All week, TSN has been working behind the scenes to provide curling coverage for fans to enjoy from the comfort of their homes. Producer Scott Higgins commands a crew of over forty people including audio technicians, cameramen, floor managers, graphic operators, television assistants, engineers, directors and other producers. He coordinates pre-event set up in order to get all cameras and the commentator booth in place. The Friday before an event is usually spent preparing all the graphics and video interviews for the entire week. Scott is also a storyteller. He will look at the draw before the event to determine what games will be shown on television. First he tries to get every team on the air during opening weekend, and then he orchestrates the rest of the week depending on key matches and developing storylines. During the event he spends his time troubleshooting and making sure the coverage is completely comprehensive, directing which interviews will be done and which shots will be shown. Essentially he “guides the ship.” Scott is a curling fan, and though he also works for many other sports, he notes “I’ve grown to love the game. I love the people. A lot of friendships have grown over the years. We enjoy going to the communities and showcasing them as much as we can.”
Phil Laplante is the Technical Producer. He makes sure all the technical requirements and cabling are in place. At this event there are approximately 5000 feet of camera cable, 4000 feet of audio cable, and 3000 feet of fibre optic cable. Phil also plans all the camera positions, organizes the set up and shooting schedule for the crew and ensures the commentator booth has the appropriate equipment. During the event he troubleshoots and ensures quality control. Phil’s favourite part of working the season of champions is “the relationship that develops between the whole crew, the CCA regulars, and the teams. Everyone travels as a cohesive group. Everything works smoothly.”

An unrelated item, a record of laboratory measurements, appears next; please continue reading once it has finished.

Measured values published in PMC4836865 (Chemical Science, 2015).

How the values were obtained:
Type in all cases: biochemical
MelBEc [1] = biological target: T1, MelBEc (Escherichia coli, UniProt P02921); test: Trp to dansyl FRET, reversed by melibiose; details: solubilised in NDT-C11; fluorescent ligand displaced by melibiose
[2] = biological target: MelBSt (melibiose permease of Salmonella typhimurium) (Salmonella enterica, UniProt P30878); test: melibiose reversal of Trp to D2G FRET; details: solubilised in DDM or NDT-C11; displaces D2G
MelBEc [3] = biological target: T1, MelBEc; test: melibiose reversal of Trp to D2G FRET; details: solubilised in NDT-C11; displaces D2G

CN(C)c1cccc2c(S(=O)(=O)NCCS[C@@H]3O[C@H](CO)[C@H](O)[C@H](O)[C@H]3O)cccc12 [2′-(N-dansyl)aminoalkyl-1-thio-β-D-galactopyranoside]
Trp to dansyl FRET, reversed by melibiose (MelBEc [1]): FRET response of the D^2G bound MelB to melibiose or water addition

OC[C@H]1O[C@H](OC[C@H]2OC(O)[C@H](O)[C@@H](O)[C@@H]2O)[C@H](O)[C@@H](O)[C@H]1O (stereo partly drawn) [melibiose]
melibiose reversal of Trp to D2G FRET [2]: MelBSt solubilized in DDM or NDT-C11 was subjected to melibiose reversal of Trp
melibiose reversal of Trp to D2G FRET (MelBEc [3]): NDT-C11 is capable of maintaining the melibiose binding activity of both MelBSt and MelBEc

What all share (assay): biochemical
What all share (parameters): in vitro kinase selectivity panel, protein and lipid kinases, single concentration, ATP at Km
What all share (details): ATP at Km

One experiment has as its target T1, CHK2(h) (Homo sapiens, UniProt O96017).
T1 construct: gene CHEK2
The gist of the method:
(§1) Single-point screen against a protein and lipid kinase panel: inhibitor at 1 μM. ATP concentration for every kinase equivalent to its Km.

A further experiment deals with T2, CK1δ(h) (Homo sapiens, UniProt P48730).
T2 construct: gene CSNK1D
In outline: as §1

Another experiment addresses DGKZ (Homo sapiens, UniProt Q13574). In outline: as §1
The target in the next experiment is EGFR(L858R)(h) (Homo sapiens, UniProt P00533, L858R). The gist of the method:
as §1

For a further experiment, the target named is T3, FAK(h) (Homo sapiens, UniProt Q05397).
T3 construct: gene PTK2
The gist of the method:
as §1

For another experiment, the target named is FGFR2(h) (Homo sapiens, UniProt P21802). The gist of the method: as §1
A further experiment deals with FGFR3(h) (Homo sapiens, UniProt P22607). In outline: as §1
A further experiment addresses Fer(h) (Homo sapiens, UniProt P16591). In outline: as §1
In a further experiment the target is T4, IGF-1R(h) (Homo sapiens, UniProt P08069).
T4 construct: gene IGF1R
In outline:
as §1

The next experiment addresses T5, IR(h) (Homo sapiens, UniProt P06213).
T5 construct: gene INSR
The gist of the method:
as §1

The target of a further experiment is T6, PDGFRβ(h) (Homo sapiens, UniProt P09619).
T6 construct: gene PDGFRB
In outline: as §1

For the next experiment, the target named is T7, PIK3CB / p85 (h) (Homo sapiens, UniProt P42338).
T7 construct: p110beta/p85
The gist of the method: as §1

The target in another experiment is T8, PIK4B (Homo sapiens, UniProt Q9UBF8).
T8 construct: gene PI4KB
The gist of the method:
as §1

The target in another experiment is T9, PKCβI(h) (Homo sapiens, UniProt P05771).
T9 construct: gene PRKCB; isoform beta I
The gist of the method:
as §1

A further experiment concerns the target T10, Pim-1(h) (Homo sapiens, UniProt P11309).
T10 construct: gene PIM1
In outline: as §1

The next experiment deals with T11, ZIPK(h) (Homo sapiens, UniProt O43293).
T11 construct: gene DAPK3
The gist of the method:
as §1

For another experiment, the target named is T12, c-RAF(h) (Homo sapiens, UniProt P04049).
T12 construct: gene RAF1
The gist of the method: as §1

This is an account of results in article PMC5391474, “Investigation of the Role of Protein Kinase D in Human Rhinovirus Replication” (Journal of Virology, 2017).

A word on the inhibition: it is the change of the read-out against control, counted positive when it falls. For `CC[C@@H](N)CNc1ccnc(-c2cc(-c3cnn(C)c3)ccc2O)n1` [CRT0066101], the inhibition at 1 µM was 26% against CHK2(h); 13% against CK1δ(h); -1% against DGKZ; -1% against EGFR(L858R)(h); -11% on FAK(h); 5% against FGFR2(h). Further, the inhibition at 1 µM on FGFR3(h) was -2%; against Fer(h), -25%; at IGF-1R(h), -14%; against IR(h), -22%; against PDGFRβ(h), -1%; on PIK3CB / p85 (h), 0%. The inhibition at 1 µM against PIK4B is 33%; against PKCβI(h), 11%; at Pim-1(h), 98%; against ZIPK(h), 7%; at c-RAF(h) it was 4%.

Both Scott and Phil do a site visit almost a year in advance so they can map out the venue and plan where everything will be positioned well in advance. This includes where the mobile unit will be parked, the technical planning, as well as staging requirements. Amazingly, the entire set up is torn down in a couple hours. Both Producers credit the crew for all their hard work from start to finish: in the end they all work together to create over seventy hours of televised coverage.
Cameraman Jim Young has been shooting curling events for twenty three years. During round robin play, the cameramen film two games a day on a shift rotation. There are 5 cameras on the ice: two at ice level concentrating on the main televised game, two higher up in the arena for wide shots and updates on other sheets, and one handheld camera also used to film updates. Jim doesn’t curl, but figures he could probably skip a pretty good game after all these years. Shooting curling is one of his favourite jobs: “When I come to these events it’s like family, the crew and the players. Curlers are curlers. They’re just regular people who curl. That doesn’t happen in other sports. It’s fun.”
Jim also works for many other sports, but does admit filming curling has a learning curve, but gets easier when the cameramen get to know the ins and outs of a curling game. Nathan Eidse, who has only been filming curling events for two years, agrees stating “curling is harder to shoot than I thought. There’s a lot of nuances and little things to learn and pay attention too.” Someone passionate about their job will endeavour to learn these nuances though, as did Nathan: “I love curling. It’s like a family for sure.”